When you head to the Discovery Bay International School (DBIS) International Food Fair on March 9 be prepared for a new, exciting and slightly controversial emphasis on sustainability.
“We’ve been working hard to green things up as much as we can,” opens chairman of the DBIS Parent Teacher Student Association (PTSA), Liz Hemmings. “And we’re following the students’ lead. The kids are taught to be eco in school through initiatives like Green Week and the Lantau Island Paddle, and there are lots of concern groups at DBIS, like the Green Council and the Eco Committee. If we teach them these things, we have to support them. They’re really pushing hard.”
In aiming for sustainability and zero waste, the PTSA is promoting the concept of re-use over recycling. “We’re encouraging everyone to bring their own cups, eating utensils and take- out containers or rent them from the school’s eco team,” Liz says. “There’ll be a washing station and this way people can come away with dinner too.”
Mindful that some waste will be created at a food fair with over 40 stalls (both student- run and commercial), the PTSA is asking for help from external organisations, like Plastic Free Seas, to manage the recycling bins. They hope to turn this into an educational exercise by also bringing along a landfill bin, which they’ll try to keep as empty as possible.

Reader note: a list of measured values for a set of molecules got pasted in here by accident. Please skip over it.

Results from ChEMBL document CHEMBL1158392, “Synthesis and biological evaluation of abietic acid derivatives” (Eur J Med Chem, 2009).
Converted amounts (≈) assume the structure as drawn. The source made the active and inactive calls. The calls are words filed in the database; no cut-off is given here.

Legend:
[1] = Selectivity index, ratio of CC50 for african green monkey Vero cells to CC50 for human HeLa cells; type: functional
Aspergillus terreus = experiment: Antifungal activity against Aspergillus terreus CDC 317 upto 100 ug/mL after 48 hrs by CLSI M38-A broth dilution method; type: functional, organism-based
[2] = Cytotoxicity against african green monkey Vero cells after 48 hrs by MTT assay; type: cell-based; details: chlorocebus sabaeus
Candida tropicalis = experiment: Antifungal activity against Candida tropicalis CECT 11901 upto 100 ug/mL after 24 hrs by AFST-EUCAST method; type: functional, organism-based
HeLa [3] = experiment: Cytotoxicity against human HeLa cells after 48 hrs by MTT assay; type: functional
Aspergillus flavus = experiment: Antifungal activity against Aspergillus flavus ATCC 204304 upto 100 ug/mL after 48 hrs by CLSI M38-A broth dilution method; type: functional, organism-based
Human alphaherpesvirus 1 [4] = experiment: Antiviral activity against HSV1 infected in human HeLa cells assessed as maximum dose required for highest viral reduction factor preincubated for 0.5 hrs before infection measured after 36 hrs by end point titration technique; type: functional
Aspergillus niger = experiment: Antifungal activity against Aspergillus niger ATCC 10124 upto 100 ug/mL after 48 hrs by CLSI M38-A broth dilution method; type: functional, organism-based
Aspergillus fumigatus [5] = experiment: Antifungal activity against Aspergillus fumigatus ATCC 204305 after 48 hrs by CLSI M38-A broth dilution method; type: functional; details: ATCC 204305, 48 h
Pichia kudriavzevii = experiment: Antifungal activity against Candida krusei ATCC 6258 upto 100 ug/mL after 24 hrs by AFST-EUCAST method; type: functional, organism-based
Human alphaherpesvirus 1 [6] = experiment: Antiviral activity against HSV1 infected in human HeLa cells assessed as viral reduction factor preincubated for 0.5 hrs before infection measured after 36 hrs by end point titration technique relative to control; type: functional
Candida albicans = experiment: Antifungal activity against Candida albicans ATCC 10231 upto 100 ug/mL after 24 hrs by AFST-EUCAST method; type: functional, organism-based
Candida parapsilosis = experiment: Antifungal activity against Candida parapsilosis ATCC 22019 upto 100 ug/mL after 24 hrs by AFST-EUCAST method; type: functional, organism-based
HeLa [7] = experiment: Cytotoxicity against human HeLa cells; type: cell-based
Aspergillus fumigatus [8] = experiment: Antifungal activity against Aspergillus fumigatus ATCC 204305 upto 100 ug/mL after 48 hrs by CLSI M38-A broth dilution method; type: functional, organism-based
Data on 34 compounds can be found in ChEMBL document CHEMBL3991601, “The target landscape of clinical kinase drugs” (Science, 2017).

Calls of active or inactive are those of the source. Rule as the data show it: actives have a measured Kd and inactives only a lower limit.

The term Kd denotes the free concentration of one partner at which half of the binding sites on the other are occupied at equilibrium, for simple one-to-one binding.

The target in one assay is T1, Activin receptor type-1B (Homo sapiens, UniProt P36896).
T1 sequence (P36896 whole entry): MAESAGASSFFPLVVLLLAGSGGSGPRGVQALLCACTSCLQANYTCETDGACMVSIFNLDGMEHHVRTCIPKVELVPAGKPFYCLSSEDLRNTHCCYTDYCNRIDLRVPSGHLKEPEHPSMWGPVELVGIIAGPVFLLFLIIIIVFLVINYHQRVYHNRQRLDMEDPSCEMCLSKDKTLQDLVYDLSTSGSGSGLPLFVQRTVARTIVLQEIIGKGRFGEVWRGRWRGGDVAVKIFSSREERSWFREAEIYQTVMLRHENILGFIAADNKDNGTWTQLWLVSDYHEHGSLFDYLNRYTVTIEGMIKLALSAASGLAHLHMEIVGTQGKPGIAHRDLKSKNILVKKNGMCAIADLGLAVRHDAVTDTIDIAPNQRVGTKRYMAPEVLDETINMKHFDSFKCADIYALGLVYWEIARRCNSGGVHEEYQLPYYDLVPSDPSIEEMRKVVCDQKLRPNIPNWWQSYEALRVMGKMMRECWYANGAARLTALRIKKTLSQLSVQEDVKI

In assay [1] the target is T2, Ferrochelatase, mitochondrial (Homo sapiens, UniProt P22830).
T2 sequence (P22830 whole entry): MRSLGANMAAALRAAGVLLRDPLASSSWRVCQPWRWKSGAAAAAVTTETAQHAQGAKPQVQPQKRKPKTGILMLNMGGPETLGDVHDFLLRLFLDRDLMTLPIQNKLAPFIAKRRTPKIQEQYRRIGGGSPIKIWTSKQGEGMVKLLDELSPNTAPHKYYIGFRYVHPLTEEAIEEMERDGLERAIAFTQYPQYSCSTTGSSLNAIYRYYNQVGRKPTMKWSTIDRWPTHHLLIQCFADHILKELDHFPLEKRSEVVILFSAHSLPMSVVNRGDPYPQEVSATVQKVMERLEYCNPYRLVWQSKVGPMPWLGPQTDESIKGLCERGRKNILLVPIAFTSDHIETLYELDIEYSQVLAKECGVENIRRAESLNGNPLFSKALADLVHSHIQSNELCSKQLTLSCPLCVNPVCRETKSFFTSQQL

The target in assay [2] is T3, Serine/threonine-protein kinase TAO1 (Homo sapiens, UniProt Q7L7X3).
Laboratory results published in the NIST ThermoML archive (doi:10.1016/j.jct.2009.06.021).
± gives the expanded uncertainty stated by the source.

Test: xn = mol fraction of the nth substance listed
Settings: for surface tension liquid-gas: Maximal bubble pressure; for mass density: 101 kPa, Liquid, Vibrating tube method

“We’re aiming to be better not perfect,” Liz says. “We’re encouraging the commercial stalls not to bring recyclables but we’re being realistic. L’Ami Café will only give out plastic lids with coffee if asked to do so. We are strongly encouraging all vendors to reconsider their reliance on plastics and we are definitely seeing an increased level of awareness in the businesses that we work with.”
Another eco initiative, new this year, concerns the prizes, a large proportion of which will be second- hand. “The DBIS Eco Committee put a call out for new/ as new items,” Liz explains, “and we’ll top these up with newly bought prizes that are useful and sustainable.”
This year, too, sees an eco-shift in the activities on offer. “We’re trying to do more physical activities, like quoit toss, duck racing and basketball hoops, so as to move away from things that create waste,” says Liz.
Admitting that some of the PTSA’s decisions – giving away second- hand prizes and simply asking people to bring their own food containers – have raised a few eyebrows, Liz says most people are hugely supportive of the changes. “There’s always a balance to be struck and we think we’ve got it right,” she adds. “What we absolutely don’t want is for it to be a no fun day.”
No fun? With students flocking to the Dunk the Teacher stall (last chance to pour ice-cold water over Principal Tough), parents congregating at the Canada stall to down Bloody Caesars and Grounded playing as the afternoon heats up, the fun in fact seems guaranteed. If the PTSA has anything to worry about, it’s how they’re going to get everyone to leave come 4pm.
The Discovery Bay International School International Food Fair runs from 12pm to 4pm on March 9 at the school’s main campus.
To find out more, visit www.dbis.edu.hk.
Tags: environment, DBIS, waste, dbis food fair